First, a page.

The US Naval Surface Warfare Center (NSWC) Dahlgren Division has collaborated with students from the University of Virginia to support research into additive manufacturing (3D printing) capabilities.
The partnership has been established via the Naval Engineering Education Consortium (NEEC) and is said to be positively impacting the US Navy programmes.
NSWC Dahlgren Division engineer Dr Tabitha Apple Newman said: “Additive manufacturing research, in particular, reaches across technical fields and capabilities and allows Dahlgren to immediately better evaluate and design products for its customers, whether for gun prototypes, special-use technologies, chemical, biological and radiological (CBR) defence, or electric weapons.”
3D printing is a new technological capability that is intended to serve as an alternative to the existing manufacturing technologies used by the US Navy, which are primarily based on casting, forging and machining.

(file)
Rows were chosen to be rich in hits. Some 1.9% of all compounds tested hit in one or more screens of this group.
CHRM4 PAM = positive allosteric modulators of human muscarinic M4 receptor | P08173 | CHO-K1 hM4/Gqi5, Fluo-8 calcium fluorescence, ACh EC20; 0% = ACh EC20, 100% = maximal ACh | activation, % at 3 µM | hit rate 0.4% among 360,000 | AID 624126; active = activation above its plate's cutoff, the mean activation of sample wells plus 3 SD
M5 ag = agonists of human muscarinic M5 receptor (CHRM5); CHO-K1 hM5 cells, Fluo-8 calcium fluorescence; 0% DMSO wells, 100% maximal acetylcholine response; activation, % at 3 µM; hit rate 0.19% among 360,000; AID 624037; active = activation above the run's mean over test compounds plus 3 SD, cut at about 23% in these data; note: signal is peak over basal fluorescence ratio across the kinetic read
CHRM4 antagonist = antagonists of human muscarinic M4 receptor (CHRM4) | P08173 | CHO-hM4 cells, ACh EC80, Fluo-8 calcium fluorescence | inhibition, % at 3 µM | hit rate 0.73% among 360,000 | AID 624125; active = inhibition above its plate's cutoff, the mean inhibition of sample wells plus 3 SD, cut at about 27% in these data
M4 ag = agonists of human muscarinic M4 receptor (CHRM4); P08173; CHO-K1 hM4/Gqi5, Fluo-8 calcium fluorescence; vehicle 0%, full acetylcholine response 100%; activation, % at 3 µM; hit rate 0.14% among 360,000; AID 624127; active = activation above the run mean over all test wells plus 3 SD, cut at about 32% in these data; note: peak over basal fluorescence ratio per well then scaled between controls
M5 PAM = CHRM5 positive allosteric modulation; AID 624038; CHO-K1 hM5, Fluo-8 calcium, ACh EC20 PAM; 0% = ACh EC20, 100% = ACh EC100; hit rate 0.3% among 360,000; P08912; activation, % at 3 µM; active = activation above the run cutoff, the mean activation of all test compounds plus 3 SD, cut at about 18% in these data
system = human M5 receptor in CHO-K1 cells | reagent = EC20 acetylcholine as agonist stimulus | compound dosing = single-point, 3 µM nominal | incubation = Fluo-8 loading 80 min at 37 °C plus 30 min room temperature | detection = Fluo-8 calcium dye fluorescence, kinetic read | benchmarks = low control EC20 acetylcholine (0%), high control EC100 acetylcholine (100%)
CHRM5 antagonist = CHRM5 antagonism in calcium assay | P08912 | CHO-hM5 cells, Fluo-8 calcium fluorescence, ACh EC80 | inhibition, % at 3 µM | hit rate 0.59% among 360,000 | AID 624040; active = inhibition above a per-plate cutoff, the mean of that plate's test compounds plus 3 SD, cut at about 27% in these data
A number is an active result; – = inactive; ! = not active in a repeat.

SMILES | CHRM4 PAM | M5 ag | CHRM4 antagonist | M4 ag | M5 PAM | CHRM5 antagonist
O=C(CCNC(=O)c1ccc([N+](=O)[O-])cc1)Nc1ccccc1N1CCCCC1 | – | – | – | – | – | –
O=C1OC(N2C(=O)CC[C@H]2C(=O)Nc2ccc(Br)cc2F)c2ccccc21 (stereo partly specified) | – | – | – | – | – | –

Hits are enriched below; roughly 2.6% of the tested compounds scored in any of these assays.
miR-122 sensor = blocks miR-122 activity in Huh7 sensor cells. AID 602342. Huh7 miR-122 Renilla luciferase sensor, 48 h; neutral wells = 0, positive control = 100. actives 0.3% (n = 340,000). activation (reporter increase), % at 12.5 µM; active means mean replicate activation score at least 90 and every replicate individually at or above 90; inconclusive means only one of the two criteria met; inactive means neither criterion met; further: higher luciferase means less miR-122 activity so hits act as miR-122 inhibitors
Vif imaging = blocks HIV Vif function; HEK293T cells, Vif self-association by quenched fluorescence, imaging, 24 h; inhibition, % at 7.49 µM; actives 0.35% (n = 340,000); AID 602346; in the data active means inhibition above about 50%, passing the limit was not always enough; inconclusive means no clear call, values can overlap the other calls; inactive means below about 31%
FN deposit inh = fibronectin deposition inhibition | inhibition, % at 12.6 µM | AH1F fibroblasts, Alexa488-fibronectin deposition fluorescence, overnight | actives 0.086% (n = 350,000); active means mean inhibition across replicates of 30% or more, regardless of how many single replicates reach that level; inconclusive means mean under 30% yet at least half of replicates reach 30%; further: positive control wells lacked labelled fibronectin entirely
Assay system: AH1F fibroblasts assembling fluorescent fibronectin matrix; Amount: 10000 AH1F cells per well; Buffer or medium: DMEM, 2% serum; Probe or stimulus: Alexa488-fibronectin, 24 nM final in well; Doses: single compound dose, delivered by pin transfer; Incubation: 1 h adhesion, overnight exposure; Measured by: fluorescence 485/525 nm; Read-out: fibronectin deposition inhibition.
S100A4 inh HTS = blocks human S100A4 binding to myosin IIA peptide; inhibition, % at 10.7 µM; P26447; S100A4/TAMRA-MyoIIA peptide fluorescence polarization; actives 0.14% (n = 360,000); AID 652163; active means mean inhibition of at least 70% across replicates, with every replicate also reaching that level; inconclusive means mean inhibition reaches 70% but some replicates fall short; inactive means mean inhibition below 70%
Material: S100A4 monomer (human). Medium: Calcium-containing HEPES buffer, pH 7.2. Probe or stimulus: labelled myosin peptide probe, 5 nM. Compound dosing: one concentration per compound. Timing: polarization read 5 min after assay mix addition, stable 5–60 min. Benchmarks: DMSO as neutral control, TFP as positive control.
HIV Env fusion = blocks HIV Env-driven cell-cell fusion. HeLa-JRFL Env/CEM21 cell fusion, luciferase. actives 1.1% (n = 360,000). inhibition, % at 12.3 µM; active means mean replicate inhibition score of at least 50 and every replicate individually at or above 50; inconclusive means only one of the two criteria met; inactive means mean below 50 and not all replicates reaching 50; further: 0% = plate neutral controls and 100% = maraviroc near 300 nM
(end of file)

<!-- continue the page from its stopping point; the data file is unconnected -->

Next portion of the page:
The current research project aims to develop quantitative connections among materials’ process parameters, microstructure and properties, which would represent an important step towards the qualification of additively manufactured parts that can be used in critical load-bearing components.
The project also intends to combine the extensive and advanced heat treatment, characterisation, testing and analysis capabilities used at the University of Virginia, along with the additive manufacturing capabilities at NSWCDD.
NSWCDD engineer Ricky Moore said: “The research that the University of Virginia is conducting is an important examination of the microstructure and mechanical properties of alloys relevant to the navy, produced by state of the art additive manufacturing techniques.
“Understanding these properties is paramount as the navy begins to design, develop, produce and field components and systems produced with additive manufacturing to improve performance and availability of systems in the fleet.”